BioNTech vaccination to resume on Apr 5, about 300k more jabs to arrive Friday

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Vaccines from BioNTech will be available again in community vaccination centres starting Monday, Apr. 5, after the German drug developer addressed packaging issues in earlier batches of the jabs shipped to Hong Kong.

Civil Service Secretary Patrick Nip said over 180,000 people with vaccination appointments were affected, of which 30,000 have scheduled for the second dose. Those who are set to receive their second dose of BioNTech’s vaccine on or before Apr. 4 can set appointments from Apr. 5 to 10, Nip said.

For residents whose appointments for the first Comirnaty shot were canceled, the government will send them a new schedule via text message beginning Apr. 2. Should they not be available on the date the government set for them, they can book for new schedules begin Apr. 3.

But Nip warned that rescheduling may cause delays in their second dose due to an expected increase in booking volume, which can affect the efficacy of the vaccine.

“I would like to appeal to those who have been made appointments by the government to keep the appointment as far as possible so they could receive their second dose of the BioNTech vaccine as soon as possible,” he said.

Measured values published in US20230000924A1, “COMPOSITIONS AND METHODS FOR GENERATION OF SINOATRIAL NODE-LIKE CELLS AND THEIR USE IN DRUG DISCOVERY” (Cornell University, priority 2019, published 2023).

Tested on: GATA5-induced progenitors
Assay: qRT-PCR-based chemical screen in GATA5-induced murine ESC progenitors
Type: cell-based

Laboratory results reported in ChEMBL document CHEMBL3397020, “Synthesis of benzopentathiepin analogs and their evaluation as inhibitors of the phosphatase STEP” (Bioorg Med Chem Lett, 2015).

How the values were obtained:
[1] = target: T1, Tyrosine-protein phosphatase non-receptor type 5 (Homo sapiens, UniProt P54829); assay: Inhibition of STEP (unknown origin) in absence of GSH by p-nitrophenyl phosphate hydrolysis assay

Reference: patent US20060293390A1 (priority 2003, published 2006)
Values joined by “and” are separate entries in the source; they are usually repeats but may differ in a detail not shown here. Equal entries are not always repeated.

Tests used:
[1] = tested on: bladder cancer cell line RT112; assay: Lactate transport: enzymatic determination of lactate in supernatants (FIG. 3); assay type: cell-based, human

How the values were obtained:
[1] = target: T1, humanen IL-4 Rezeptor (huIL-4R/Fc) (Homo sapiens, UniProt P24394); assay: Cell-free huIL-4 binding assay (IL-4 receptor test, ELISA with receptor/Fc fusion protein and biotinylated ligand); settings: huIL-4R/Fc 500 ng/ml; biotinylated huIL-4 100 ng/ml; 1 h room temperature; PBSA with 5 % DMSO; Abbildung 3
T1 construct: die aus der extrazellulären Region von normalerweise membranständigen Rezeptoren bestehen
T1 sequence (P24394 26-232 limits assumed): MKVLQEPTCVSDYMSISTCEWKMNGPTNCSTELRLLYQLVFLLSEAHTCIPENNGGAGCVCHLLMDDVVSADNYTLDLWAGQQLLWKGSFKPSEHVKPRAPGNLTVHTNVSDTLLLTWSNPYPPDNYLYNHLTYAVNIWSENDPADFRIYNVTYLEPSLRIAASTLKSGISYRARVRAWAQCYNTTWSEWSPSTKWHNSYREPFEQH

Those scheduled to get jabs on Apr. 5 onwards will push through with their vaccine appointments.

Hong Kong authorities continued the inoculation scheme after receiving notification of BioNTech’s analysis on defects found in the caps of previously shipped Comirnaty vials.

BioNTech’s interim investigation linked the leakages found in some Comirnaty vials to the rubber plug and metal rings in the caps, Director of Health Dr. Constance Chan said. The plug hardened under the vaccine’s -70 degrees Celsius storage temperature requirement, so the metal ring was not tightly fastened and air could seep in.

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The entry of air changed the pressure in the vials which caused the leakage, Chan explained.

The German drugmaker reportedly checked the production process of the two batches of Comirnaty vials already shipped to Hong Kong and found no irregularities in their handling.

“Based on this finding, BioNTech says that because of detailed data analysis and random checking, there’s no evidence to show that batches 210102 and 210104 have any safety or quality issues,” Chan said.

She also said the risk of contamination of the shipped vials despite exposure to air is very low after the Health Department checked them. BioNTech also believes the efficacy of the vaccine was not affected.

“Members of the public who have taken the BioNTech vaccine need not be worried,” she said.

But authorities will hold off on using the two batches pending the completion of BioNTech’s investigation. Instead, it will use 300,000 new doses expected to arrive tomorrow—which were produced at a different plant to address the packaging issues.

Authorities suspended the Comirnaty vaccination scheme since Mar. 24 after BioNTech informed the Hong Kong government of the defects.